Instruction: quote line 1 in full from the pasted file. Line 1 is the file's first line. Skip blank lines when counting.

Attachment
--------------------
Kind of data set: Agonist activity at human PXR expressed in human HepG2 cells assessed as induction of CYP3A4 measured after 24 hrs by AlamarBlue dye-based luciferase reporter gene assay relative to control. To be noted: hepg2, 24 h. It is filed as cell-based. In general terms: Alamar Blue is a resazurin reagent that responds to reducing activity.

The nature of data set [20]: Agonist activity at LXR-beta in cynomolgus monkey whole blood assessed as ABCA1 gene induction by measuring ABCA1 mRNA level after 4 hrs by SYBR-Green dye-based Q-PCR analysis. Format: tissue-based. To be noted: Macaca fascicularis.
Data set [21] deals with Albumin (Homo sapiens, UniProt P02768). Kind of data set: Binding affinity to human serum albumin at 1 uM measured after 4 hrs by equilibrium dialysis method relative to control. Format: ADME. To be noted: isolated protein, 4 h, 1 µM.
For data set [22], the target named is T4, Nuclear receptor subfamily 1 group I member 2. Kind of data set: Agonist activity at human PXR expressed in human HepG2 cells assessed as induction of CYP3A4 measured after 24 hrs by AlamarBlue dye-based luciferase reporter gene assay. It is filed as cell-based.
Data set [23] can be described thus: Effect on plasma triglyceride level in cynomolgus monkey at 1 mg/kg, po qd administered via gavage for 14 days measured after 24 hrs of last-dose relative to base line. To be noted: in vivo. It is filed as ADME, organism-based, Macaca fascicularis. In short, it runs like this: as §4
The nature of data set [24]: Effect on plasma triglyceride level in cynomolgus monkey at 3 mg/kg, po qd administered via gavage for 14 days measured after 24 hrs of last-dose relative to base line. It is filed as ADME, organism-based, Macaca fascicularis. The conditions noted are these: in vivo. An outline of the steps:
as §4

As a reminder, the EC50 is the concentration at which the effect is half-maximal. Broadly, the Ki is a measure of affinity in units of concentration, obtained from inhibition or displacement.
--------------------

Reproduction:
Kind of data set: Agonist activity at human PXR expressed in human HepG2 cells assessed as induction of CYP3A4 measured after 24 hrs by AlamarBlue dye-based luciferase reporter gene assay relative to control. To be noted: hepg2, 24 h. It is filed as cell-based. In general terms: Alamar Blue is a resazurin reagent that responds to reducing activity.